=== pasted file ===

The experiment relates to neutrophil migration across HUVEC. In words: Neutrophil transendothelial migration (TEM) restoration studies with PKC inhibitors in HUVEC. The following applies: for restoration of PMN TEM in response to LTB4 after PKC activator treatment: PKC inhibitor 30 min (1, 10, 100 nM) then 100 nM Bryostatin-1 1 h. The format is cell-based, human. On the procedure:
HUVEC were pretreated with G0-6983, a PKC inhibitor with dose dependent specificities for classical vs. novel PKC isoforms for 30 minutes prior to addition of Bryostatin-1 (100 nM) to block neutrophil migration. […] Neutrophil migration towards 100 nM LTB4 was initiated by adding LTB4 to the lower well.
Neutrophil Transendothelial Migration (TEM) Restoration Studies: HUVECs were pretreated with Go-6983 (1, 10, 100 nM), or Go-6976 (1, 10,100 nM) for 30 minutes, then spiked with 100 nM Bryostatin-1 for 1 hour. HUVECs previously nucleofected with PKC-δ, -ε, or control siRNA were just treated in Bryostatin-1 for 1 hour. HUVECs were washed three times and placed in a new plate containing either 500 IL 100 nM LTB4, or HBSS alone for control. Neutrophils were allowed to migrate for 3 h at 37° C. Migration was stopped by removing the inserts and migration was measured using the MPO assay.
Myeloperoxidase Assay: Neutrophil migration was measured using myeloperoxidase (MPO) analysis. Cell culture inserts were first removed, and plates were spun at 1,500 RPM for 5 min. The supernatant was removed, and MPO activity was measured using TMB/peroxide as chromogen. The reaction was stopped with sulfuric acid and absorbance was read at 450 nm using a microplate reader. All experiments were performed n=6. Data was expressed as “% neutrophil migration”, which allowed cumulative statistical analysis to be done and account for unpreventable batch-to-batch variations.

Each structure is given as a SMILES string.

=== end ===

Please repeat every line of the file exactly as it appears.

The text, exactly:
The experiment relates to neutrophil migration across HUVEC. In words: Neutrophil transendothelial migration (TEM) restoration studies with PKC inhibitors in HUVEC. The following applies: for restoration of PMN TEM in response to LTB4 after PKC activator treatment: PKC inhibitor 30 min (1, 10, 100 nM) then 100 nM Bryostatin-1 1 h. The format is cell-based, human. On the procedure:
HUVEC were pretreated with G0-6983, a PKC inhibitor with dose dependent specificities for classical vs. novel PKC isoforms for 30 minutes prior to addition of Bryostatin-1 (100 nM) to block neutrophil migration. […] Neutrophil migration towards 100 nM LTB4 was initiated by adding LTB4 to the lower well.
Neutrophil Transendothelial Migration (TEM) Restoration Studies: HUVECs were pretreated with Go-6983 (1, 10, 100 nM), or Go-6976 (1, 10,100 nM) for 30 minutes, then spiked with 100 nM Bryostatin-1 for 1 hour. HUVECs previously nucleofected with PKC-δ, -ε, or control siRNA were just treated in Bryostatin-1 for 1 hour. HUVECs were washed three times and placed in a new plate containing either 500 IL 100 nM LTB4, or HBSS alone for control. Neutrophils were allowed to migrate for 3 h at 37° C. Migration was stopped by removing the inserts and migration was measured using the MPO assay.
Myeloperoxidase Assay: Neutrophil migration was measured using myeloperoxidase (MPO) analysis. Cell culture inserts were first removed, and plates were spun at 1,500 RPM for 5 min. The supernatant was removed, and MPO activity was measured using TMB/peroxide as chromogen. The reaction was stopped with sulfuric acid and absorbance was read at 450 nm using a microplate reader. All experiments were performed n=6. Data was expressed as “% neutrophil migration”, which allowed cumulative statistical analysis to be done and account for unpreventable batch-to-batch variations.

Each structure is given as a SMILES string.